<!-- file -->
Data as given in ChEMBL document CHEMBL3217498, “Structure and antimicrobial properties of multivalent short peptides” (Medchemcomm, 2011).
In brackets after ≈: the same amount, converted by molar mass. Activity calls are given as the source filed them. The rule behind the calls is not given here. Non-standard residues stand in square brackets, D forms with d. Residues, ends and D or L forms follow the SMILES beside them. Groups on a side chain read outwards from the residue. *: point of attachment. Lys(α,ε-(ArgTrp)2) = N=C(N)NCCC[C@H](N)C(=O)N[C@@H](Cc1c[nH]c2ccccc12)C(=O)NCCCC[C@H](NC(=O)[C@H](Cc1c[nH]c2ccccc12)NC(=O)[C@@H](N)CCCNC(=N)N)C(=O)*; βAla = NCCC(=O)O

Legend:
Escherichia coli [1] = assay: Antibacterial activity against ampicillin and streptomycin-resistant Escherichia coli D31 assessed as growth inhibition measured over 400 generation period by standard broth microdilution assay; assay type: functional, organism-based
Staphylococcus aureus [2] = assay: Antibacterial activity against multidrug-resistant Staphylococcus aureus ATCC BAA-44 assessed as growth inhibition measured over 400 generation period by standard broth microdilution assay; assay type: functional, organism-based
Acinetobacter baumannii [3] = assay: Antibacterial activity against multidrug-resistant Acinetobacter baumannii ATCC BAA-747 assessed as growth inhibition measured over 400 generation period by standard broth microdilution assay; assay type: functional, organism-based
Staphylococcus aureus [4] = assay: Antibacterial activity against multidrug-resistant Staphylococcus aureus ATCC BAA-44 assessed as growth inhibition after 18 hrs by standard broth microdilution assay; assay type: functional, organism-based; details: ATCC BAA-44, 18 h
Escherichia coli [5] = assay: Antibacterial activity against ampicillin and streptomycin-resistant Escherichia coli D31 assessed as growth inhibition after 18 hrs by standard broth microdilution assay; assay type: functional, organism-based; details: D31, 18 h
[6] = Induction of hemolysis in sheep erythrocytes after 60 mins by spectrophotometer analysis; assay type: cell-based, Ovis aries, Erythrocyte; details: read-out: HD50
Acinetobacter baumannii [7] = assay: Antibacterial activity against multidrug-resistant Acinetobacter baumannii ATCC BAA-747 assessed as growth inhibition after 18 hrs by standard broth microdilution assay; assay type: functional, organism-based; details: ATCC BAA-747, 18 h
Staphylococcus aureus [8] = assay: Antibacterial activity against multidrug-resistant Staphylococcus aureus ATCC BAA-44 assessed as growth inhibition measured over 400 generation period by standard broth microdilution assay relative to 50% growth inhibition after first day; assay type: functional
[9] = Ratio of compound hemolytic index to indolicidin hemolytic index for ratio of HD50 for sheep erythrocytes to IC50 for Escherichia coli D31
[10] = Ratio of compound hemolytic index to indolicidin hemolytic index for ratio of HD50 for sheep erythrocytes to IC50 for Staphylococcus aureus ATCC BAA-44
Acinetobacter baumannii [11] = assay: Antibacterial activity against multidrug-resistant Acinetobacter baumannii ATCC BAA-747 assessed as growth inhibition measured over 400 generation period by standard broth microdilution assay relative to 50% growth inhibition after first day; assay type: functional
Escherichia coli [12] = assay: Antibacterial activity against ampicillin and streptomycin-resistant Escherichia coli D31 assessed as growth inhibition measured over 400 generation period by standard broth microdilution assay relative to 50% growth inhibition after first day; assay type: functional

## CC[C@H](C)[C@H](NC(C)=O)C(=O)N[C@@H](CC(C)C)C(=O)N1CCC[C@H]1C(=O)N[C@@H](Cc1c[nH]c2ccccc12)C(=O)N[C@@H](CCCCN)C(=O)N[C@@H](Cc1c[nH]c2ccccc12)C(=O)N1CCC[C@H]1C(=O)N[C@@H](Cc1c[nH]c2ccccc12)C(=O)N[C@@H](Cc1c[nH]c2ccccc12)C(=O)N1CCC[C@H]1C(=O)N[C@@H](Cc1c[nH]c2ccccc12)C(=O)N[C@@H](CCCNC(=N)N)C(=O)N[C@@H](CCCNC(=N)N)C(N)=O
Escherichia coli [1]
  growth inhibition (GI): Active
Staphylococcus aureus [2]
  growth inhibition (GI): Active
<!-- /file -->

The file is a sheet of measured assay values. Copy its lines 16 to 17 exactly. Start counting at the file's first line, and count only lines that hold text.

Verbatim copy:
## CC[C@H](C)[C@H](NC(C)=O)C(=O)N[C@@H](CC(C)C)C(=O)N1CCC[C@H]1C(=O)N[C@@H](Cc1c[nH]c2ccccc12)C(=O)N[C@@H](CCCCN)C(=O)N[C@@H](Cc1c[nH]c2ccccc12)C(=O)N1CCC[C@H]1C(=O)N[C@@H](Cc1c[nH]c2ccccc12)C(=O)N[C@@H](Cc1c[nH]c2ccccc12)C(=O)N1CCC[C@H]1C(=O)N[C@@H](Cc1c[nH]c2ccccc12)C(=O)N[C@@H](CCCNC(=N)N)C(=O)N[C@@H](CCCNC(=N)N)C(N)=O
Escherichia coli [1]